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Acute and convalescent changes in plasma homocysteine concentrations in acute coronary syndromes
  1. M K Al-Obaidi,
  2. P J Stubbs,
  3. R Amersey,
  4. M I M Noble
  1. National Heart and Lung Institute, Charing Cross Campus, Imperial College School of Medicine, and the Cardiology Department of The Hammersmith Hospitals NHS Trust, London, UK
  1. Dr M Al-Obaidi, National Heart and Lung Institute, Royal Brompton Hospital, Sydney Street, London SW3 6NP,{at}


BACKGROUND Raised plasma homocysteine is a risk factor for coronary artery disease. Patients with myocardial infarction or unstable angina show greater activation of coagulation, greater troponin release, and a worse outcome.

OBJECTIVE To examine variations in plasma homocysteine concentration in relation to C reactive protein (CRP) in patients presenting with acute coronary syndromes.

METHODS Consecutive patients presenting with acute myocardial infarction (22) and unstable angina pectoris (12) were studied. Plasma samples were obtained on admission (before clinical intervention), on days 2, 7, and 28, and again six months after admission. Plasma homocysteine, assayed by high performance liquid chromatography, and CRP were both determined at the same time points. Changes were assessed by analysis of variance.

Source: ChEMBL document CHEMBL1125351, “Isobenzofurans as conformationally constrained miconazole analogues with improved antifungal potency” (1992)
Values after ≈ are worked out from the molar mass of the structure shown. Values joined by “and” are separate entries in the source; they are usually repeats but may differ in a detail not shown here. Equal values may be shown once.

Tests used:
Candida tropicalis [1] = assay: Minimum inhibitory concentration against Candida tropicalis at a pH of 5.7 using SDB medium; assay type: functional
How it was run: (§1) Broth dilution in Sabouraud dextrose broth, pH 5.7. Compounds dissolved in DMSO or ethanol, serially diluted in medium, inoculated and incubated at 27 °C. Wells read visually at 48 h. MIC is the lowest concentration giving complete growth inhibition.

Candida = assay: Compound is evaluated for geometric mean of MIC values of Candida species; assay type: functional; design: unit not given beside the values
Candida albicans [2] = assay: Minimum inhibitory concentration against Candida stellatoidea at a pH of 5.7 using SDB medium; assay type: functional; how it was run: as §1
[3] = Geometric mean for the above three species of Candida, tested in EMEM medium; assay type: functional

RESULTS CRP concentrations showed a classical rise on day 2, followed by a gradual decline to normal values taken at six months from admission in both myocardial infarction (p < 0.0001) and unstable angina (p = 0.02). Homocysteine concentrations in myocardial infarction (median, 25th to 75th interquartile range) were: 11.9 (10.7 to 12.6), 11.5 (9.1 to 13.4), 12.1 (11.4 to 14.1), 12.4 (11.1 to 14.4), and 12.1 (11.2 to 14.0) μmol/l, for days 1, 2, 7, 28, and 180, respectively (p = 0.02). Significant differences were observed only between day 2 and day 7 (p < 0.05). The final homocysteine measurement was not different from the admission level. Homocysteine concentrations in unstable angina did not differ between admission and convalescence (12.5 (9.1 to 14.5) μmol/l and 12.3 (7.7 to 14.9) μmol/l, respectively).

CONCLUSIONS Plasma homocysteine concentrations are minimally influenced by acute phase variations with reliable measurements obtained on admission in patients with myocardial infarction and unstable angina.

  • myocardial infarction
  • unstable angina
  • homocysteine
  • sample timing

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